Oil prices are rising; natural gas is becoming harder and more expensive to transport and our already hefty energy bills are only going to get more expensive. The Department for Energy and Climate Change (DECC) says one in four households in the UK are facing fuel poverty, where more than 10 per cent of their annual income is spent heating their homes. Yet homes across the country are inadequately insulated, meaning many of us are paying to heat the streets. Getting the proper insulation installed may seem like a costly hassle, but shelling out now will lead to savings in the future.
If you have previously turned your nose up at changing your heating habits, think again. "The era of cheap energy is gone," says Nick Turton, a spokesman for DECC's campaign Act on CO2. "The future is between a high-carbon and a low-carbon one and we know which one we want. We've simply got to get smarter with our energy, both for our bank balances and the planet." Heat leaking out through the roofs, walls, windows, floors and doors or going unused in unoccupied rooms may not break the bank now, but the quicker you get wise to heating your home efficiently, the more money you will save in the long term.
Being more efficient with your heating system is a simple task. The main hurdle is insulating. We lose about 50 per cent of the heat produced in our homes, enough through uninsulated lofts and cavity walls to keep more than 1.6 million homes warm for an entire year. "Loft and cavity walls are the low hanging fruit in terms of big wins," says Mr Turton.
Mat Colmer, the head of housing and supply chain at the Energy Saving Trust, says walls should be number one on your insulation list. "You lose most of your heat out of your walls, 33 per cent in fact, so you can insulate on the outside, the middle and on the inside and make big savings straight away." It will cost about £250 to employ a qualified installer to fill cavity walls, which are generally found in houses built post-1920. They are made up of two layers with a gap in between; the installer will drill small holes at strategic intervals around your home and fill the gap with mineral wool, beads or granules, or foamed insulants. Compared with other insulation, filling cavity walls is cheap and comes with good savings, roughly £115 per year knocked off your energy bills allowing you to recoup your initial investment within two years.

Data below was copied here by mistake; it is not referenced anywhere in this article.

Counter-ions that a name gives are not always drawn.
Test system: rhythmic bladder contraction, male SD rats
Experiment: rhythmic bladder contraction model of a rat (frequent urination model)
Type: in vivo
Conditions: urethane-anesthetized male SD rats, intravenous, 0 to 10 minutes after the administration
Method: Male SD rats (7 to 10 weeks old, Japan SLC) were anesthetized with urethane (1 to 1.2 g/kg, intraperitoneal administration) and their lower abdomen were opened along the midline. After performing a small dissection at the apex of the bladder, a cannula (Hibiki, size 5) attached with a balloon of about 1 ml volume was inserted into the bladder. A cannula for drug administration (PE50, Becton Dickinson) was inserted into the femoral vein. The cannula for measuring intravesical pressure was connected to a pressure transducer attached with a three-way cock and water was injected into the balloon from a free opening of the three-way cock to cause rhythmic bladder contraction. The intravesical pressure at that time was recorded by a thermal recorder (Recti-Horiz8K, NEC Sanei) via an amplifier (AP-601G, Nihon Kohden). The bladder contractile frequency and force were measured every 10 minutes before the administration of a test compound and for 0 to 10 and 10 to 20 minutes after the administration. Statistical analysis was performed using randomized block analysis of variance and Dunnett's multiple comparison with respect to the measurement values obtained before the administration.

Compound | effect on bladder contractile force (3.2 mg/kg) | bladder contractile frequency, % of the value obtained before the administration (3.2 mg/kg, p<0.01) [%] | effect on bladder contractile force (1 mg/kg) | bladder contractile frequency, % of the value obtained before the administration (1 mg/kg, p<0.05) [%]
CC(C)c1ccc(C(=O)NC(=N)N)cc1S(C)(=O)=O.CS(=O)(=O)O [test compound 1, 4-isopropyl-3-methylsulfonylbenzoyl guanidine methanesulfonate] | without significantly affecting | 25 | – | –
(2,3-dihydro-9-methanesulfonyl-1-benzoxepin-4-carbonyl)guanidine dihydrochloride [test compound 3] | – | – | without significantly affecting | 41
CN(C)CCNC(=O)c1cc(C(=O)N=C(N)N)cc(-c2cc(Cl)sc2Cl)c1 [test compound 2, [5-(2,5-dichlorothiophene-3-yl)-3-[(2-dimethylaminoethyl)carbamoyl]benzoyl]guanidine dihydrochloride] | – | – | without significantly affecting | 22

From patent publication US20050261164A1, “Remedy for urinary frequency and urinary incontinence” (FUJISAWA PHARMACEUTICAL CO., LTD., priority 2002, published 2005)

If your house is pre-1920, you could be dealing with solid walls. Up to twice as much heat is lost through uninsulated solid walls than uninsulated cavity walls, but they are more expensive and disruptive to insulate. You can choose to insulate either externally or internally, but if you have the option, external is the more effective and cheaper way to go. However, the catch is you need to get planning permission as the insulation will change the appearance of your property. It's a big job and will involve changing guttering, window sills and other external features. But the savings are big to match: about £400 per year on your energy bills. If your property is listed, you'll have no choice but to opt for internal work. This involves either cladding internal walls with insulation backed boards or building a stud wall which is then insulated. It costs more and savings are slightly less at about £380 per year on average family energy bills. Either way, solid wall insulation is not a small job and will incur substantial upfront costs. However, initial spend now will bear fruit in the future.